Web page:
A version of that advice called “The Talk” is given in the black community because of their experience with the law enforcement, especially in decades past.

I personally believe those days of systemic racism are gone, but the advice should remain — obey the law.

Or you might end up looking like a fool on Youtube for being arrested at a Waffle House … and it don’t matter if you’re black or white.

@jpepperbryars is the editor of Yellowhammer News and the author of American Warfighter

6 hours ago

Alabama judge tosses charge accusing ex-warden of leaking to blogger

An Alabama judge is dismissing criminal charges accusing a former jail warden of illegally leaking information to a blogger critical of a sheriff.

The Decatur Daily reports that a judge dismissed the charge of computer tampering at the request of former Morgan County jail warden Leon Bradley after several days of testimony.

78

Bradley was fired in October by Morgan County Sheriff Ana Franklin. His lawyers claimed Franklin and three employees lied to get warrants and have Bradley arrested.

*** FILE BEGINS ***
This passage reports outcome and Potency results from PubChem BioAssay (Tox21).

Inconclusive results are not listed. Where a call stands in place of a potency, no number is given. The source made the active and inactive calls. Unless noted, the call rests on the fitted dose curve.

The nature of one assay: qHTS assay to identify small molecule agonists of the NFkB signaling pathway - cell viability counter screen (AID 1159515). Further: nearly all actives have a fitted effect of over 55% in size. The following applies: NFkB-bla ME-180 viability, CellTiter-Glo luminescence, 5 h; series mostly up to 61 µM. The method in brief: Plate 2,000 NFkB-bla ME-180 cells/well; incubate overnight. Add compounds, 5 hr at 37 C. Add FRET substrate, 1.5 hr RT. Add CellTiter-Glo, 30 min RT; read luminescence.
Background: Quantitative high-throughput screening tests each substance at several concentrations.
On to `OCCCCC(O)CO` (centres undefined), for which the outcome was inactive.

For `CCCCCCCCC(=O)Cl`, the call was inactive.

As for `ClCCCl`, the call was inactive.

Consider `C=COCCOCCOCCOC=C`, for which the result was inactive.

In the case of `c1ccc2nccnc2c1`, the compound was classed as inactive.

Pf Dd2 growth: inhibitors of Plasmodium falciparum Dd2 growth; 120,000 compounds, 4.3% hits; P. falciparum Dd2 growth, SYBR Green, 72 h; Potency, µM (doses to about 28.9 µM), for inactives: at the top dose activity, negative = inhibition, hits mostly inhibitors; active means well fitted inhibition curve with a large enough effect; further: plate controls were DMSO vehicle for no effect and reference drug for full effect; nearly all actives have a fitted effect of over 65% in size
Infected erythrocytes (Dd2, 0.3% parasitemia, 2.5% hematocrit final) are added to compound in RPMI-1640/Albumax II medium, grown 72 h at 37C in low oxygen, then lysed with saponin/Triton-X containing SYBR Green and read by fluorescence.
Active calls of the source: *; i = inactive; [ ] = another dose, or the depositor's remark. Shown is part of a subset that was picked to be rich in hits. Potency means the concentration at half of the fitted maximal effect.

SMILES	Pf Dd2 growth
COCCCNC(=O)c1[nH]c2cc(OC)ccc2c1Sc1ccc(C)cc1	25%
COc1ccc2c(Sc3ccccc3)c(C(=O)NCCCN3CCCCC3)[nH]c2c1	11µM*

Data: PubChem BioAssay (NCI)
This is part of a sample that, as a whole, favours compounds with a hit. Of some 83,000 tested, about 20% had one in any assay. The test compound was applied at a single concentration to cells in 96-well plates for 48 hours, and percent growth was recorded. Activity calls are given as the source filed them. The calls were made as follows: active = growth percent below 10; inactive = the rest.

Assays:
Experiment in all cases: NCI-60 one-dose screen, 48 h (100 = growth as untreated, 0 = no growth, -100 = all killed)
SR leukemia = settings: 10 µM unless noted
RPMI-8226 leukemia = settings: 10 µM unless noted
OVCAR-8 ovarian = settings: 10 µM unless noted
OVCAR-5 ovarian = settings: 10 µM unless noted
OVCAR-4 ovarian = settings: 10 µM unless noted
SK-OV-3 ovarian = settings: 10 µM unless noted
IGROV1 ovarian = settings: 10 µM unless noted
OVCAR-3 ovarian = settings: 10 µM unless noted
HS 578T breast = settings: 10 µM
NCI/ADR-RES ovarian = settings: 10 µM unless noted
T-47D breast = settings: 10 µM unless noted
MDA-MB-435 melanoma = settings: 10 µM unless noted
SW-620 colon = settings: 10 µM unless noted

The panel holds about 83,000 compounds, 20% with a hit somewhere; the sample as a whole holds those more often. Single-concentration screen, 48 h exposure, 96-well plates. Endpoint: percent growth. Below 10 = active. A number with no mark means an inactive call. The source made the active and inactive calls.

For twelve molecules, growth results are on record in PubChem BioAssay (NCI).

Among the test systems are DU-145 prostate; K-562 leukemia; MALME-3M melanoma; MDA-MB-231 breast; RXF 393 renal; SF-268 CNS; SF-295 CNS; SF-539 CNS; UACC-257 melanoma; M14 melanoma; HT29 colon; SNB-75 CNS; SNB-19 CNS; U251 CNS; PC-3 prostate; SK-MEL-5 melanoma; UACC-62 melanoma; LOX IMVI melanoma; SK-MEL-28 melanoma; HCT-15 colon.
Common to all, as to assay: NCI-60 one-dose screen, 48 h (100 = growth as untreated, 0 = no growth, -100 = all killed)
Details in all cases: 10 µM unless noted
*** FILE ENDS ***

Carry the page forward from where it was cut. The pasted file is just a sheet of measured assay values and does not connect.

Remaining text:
The blogger’s grandson testifies that Franklin threatened to arrest him and derail his plans to join the Army if he told anyone about being a confidential informant or didn’t provide information harming his grandmother.

Two law enforcement officers testify Franklin asked them to issue search warrants they believed unjustified.

Franklin denies wrongdoing.

(Copyright Associated Press 2018)

6 hours ago

Steve Marshall and Troy King most well-known, well-liked Republican candidates for Alabama attorney general, according to poll

New polling obtained by Yellowhammer News offers a peek into Alabama’s attorney general race, with the edges in the Republican primary bid at-the-moment being given to current Attorney General Steve Marshall and former Attorney General Troy King.

The poll, conducted by WPA Intelligence, found that 24 percent of Republican primary voters have a favorable view of Marshall and 26 percent have a favorable view of King, while 5 percent have an unfavorable view of Marshall and 15 percent have an unfavorable view of King.